January 23, 2012
The Race Against Chronic Myeloid Leukemia Not Yet Won
Although significant progress has been made in treating chronic myeloid leukemia, the disease cannot yet be eliminated in all patients, and that challenge must be addressed, states a commentary in CMAJ (Canadian Medical Association Journal).
Likening the journey to find a cure for chronic myeloid leukemia as a marathon, cancer expert Dr. Jorge Cortes, University of Texas, MD Anderson Cancer Center, Houston, Texas, writes, "The past half century has been an extraordinary run that has us on an excellent pace to not only complete the race to a cure, but to do so in record time."
Developments in treatments have been significant, with a five-year survival rate of 90% today compared with a median survival rate of three to five years in the 1960s.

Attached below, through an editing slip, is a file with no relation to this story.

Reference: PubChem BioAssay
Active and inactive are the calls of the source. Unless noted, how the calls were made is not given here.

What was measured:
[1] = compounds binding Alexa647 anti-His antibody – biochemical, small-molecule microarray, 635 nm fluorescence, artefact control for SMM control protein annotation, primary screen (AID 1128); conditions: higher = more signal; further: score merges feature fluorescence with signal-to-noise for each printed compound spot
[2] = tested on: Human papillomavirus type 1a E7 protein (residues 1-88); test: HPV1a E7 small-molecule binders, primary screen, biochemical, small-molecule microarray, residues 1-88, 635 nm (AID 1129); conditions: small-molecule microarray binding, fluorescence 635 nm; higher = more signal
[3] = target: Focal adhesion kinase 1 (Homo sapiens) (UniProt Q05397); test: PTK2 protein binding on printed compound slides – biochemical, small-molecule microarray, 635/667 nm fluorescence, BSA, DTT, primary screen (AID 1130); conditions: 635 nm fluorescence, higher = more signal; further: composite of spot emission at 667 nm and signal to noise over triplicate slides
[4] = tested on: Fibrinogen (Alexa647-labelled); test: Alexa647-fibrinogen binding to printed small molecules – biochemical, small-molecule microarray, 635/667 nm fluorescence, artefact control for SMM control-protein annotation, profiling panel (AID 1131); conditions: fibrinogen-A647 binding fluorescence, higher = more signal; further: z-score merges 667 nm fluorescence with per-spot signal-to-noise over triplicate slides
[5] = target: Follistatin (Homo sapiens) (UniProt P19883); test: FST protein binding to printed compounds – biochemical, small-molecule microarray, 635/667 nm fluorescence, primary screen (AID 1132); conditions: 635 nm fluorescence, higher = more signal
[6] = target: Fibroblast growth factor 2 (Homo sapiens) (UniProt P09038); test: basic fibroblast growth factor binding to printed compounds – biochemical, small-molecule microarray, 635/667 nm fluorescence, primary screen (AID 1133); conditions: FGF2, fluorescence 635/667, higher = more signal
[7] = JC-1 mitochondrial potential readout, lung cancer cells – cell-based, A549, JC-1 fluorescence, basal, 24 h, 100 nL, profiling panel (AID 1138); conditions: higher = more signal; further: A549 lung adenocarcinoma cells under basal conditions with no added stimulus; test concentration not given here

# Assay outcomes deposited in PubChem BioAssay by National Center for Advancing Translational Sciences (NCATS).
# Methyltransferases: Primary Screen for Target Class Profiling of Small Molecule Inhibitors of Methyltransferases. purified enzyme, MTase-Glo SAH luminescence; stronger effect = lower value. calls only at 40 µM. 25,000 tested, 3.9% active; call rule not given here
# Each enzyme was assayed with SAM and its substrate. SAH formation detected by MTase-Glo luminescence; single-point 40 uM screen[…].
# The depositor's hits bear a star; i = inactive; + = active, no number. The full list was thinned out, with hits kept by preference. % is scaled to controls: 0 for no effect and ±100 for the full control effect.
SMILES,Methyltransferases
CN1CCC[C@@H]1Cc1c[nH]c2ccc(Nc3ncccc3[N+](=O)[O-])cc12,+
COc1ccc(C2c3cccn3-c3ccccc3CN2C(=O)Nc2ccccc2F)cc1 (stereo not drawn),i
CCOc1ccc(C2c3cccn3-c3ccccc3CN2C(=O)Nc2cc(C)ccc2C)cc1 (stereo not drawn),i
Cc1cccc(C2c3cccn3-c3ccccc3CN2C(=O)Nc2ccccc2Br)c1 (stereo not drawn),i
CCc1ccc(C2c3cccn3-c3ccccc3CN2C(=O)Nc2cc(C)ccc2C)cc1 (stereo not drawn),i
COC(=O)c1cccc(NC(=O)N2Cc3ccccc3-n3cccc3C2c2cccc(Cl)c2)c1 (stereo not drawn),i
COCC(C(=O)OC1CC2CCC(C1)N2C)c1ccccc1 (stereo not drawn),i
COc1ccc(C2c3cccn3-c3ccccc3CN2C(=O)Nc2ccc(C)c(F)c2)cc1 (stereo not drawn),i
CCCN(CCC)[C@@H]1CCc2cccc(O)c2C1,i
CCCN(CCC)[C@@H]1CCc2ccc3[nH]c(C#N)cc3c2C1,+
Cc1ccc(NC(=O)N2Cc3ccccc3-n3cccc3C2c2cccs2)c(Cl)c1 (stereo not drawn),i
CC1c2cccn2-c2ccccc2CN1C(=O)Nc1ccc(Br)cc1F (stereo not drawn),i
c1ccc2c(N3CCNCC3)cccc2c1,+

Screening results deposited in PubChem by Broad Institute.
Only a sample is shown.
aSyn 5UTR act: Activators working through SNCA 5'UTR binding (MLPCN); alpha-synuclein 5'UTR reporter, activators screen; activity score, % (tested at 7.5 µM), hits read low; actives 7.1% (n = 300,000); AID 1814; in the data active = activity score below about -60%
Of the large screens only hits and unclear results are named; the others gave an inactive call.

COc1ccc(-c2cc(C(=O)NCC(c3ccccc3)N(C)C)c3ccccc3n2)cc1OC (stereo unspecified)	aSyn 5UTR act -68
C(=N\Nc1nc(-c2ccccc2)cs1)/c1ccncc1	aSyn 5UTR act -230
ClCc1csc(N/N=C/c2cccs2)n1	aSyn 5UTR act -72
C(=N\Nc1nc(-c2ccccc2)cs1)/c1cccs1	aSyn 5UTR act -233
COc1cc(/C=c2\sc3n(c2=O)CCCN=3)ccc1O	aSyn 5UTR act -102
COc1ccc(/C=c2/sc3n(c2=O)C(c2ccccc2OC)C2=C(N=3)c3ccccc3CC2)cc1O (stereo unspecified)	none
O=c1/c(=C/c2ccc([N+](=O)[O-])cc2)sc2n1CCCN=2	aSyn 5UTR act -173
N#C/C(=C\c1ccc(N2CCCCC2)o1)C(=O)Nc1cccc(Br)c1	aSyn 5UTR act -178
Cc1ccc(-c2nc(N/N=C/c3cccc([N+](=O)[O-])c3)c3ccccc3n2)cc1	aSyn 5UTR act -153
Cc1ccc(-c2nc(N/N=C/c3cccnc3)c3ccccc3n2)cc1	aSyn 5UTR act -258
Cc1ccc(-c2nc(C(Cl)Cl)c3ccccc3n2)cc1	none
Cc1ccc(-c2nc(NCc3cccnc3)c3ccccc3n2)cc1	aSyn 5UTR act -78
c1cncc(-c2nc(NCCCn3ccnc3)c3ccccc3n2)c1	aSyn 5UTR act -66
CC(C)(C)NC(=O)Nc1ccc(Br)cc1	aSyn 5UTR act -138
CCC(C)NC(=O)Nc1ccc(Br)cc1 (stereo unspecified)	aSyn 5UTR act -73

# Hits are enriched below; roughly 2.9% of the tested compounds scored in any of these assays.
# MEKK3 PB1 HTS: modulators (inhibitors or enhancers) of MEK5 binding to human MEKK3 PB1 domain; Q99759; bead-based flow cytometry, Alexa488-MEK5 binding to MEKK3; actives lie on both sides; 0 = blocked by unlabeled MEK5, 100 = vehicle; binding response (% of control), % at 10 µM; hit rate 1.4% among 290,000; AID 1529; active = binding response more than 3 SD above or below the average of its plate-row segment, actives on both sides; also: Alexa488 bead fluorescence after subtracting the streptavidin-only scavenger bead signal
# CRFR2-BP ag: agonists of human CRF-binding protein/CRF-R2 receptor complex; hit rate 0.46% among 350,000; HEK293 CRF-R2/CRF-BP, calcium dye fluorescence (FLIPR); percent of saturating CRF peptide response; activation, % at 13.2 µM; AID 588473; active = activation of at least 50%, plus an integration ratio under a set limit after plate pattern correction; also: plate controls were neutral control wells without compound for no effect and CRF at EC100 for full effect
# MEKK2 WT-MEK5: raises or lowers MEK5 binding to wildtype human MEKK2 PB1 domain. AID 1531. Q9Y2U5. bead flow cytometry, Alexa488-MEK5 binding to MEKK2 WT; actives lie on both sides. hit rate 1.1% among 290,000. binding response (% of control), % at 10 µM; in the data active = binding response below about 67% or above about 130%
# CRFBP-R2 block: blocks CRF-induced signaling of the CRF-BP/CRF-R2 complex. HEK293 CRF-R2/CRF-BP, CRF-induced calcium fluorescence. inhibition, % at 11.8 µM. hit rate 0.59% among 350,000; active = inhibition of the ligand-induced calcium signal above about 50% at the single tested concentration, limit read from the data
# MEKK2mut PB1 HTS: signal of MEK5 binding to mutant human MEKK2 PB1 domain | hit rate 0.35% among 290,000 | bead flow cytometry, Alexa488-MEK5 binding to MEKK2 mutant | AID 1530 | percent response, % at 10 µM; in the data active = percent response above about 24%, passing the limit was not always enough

"Despite this progress, many challenges remain that merit a concerted effort from researchers, health care providers, regulatory authorities, third party payers and the patients themselves," writes Dr. Cortes. "Our goal should be to eliminate the disease in all patients."
The use of the drug imatinib has been a key weapon in the arsenal against the disease, although only 60% of patients have a decent outcome; people can be resistant to the drug or develop resistance. Other second-line drugs work in about 50% of the patients in whom imatinib is not effective, but at least 10%-15% of them will lose their response to the treatment over time.
Dr. Cortes states that doctors need to ensure adherence to treatments, that more research into other therapies is still necessary and that health care professionals must stay focused on the long term.
"Until all patients with chronic myeloid leukemia can have an optimal quality of life while fighting this disease, our marathon is not over," concludes Dr. Cortes.
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